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So You Want to Start Your Own Business (Part 2) - "The How"

woman opening small business shop

Welcome back to the multi-post series about how to start your own business! Now that we've discussed "the why" for wanting to be an entrepreneur in the last post, it's time to move onto "the how." I chose to break this post into six important segments with the goal of getting you deep thinking about the legitimate next steps to getting an idea off the ground, while also understanding the challenges or limitations that may exist before taking the big leap. It always starts with...


So what is it that you believe in so badly that you're willing to put it all on the line and gamble your stability and future over? Sounds scary, but it's a real question. You need a good idea, first and foremost. And not every good idea will even make it to market. A lot of good ideas never see the light of day, or worse, get copied before an entrepreneur ever even gets the chance to really shoot their shot at all. If you know you want to work for yourself ultimately, but don't quite know what it is you want to do, an IKIGAI chart is a great way to get started. Once you have an idea, it's good to sleep on it, tweak it, and run it by the important people in your life to get some honest feedback to decide whether it's ready to move forward with.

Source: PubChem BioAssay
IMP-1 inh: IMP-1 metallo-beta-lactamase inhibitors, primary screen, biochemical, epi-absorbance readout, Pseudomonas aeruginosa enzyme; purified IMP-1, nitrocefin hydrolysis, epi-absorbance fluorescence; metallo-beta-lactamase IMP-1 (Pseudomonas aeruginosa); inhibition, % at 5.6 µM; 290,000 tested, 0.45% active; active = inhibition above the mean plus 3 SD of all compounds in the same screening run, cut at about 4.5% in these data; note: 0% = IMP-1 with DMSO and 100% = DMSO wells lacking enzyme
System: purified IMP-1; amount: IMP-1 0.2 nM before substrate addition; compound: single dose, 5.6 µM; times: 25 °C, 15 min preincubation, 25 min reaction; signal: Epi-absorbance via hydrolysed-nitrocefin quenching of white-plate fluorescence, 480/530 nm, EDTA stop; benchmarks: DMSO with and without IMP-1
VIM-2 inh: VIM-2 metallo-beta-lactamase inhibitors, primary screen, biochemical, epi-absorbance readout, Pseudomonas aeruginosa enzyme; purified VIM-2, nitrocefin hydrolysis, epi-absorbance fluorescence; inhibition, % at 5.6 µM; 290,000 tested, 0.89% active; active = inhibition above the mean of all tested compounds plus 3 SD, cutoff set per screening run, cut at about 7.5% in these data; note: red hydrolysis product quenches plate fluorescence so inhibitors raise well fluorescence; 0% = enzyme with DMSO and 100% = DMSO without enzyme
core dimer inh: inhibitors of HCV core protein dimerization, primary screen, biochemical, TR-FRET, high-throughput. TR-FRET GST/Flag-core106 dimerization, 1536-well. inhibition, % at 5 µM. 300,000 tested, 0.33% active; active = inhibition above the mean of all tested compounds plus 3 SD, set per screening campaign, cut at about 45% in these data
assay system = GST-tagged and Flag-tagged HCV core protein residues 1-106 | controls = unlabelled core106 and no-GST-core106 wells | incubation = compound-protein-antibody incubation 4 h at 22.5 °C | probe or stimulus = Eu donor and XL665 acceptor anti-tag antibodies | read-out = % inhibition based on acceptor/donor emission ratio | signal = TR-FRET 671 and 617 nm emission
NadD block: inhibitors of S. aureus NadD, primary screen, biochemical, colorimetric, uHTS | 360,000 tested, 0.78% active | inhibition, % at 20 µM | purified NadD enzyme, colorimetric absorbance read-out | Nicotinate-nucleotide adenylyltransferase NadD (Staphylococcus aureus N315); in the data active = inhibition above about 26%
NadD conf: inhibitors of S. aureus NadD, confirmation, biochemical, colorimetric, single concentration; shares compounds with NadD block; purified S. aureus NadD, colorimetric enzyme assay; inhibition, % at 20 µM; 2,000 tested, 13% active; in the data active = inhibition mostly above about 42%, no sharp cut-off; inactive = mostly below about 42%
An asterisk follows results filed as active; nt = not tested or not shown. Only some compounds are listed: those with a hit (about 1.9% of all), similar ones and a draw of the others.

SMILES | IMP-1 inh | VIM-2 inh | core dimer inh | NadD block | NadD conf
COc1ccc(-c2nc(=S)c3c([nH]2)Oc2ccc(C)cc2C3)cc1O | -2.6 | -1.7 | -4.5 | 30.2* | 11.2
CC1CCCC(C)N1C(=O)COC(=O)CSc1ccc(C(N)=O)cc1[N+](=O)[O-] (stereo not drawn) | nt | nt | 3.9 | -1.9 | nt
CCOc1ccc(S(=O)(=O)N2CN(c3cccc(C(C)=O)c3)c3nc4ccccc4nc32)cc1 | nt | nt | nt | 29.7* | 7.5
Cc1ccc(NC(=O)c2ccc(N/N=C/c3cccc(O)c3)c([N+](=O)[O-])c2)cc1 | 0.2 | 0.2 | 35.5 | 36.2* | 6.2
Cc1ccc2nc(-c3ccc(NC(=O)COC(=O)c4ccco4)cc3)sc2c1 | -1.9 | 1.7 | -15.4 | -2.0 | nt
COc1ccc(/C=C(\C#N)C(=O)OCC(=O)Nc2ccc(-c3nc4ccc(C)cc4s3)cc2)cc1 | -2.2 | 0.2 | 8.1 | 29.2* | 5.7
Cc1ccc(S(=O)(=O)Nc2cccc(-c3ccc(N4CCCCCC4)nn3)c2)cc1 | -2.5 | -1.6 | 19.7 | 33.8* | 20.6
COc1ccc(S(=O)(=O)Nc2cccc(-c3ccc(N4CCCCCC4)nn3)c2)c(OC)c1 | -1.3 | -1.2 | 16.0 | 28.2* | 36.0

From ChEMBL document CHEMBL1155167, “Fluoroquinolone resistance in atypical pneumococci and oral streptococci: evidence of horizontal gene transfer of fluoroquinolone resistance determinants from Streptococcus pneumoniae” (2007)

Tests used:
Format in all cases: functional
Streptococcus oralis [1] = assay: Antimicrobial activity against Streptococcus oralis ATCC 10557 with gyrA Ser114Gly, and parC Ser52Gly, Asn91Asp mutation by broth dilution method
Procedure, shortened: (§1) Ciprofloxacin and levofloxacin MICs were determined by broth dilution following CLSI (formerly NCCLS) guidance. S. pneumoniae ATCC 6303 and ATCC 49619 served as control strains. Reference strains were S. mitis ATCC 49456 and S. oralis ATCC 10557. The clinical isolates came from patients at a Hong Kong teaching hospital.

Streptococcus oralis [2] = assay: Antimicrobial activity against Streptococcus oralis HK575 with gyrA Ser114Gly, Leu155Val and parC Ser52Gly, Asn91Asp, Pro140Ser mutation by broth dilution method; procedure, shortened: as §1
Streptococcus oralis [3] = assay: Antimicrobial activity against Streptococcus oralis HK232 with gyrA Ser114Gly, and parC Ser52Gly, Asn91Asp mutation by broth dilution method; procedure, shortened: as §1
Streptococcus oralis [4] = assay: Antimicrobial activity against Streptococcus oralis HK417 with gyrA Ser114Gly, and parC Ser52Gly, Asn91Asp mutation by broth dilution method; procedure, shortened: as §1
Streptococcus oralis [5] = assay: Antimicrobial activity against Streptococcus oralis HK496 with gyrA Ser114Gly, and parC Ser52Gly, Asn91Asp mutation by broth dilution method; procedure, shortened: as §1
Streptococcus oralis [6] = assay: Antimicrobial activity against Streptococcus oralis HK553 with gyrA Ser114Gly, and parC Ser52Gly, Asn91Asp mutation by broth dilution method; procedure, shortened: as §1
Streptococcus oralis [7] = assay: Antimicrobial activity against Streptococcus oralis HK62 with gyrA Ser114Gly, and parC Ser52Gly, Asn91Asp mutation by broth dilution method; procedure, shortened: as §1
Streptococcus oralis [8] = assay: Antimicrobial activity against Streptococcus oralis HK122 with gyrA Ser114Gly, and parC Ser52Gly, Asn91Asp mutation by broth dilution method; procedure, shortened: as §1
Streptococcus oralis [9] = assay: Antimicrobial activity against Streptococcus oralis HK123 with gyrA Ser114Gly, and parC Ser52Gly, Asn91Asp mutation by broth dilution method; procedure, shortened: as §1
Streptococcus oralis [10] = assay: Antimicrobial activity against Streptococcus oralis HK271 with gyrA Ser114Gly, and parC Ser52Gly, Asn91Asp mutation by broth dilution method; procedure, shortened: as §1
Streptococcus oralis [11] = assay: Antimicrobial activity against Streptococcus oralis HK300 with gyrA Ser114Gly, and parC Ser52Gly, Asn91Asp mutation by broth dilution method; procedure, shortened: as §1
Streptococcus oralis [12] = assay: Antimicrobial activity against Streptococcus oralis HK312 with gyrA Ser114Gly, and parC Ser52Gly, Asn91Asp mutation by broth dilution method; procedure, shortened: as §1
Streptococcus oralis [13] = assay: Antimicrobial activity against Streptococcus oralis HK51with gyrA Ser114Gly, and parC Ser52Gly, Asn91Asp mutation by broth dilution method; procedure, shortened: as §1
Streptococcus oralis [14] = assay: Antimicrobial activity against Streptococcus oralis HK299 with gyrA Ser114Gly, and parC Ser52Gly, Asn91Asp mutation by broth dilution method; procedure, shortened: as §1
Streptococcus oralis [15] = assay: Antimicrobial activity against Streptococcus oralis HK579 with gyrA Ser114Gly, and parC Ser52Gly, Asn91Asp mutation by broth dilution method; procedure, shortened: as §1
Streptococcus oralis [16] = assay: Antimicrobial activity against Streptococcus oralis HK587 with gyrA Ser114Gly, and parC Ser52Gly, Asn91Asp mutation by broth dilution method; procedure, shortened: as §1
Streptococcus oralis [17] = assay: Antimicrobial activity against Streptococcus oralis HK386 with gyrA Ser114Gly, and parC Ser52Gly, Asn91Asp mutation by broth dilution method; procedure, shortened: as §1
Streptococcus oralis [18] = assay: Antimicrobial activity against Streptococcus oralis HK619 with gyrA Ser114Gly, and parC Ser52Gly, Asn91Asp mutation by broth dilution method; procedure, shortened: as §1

These are wildly important questions to ask yourself next. If you can't answer them, don't go a step further. These responses should be clear, concise, and confident. You should be able to defend them to your best friend and your biggest critic. If you can't, it's best to regroup, go back a step, and consider if "the idea" could use some reworking.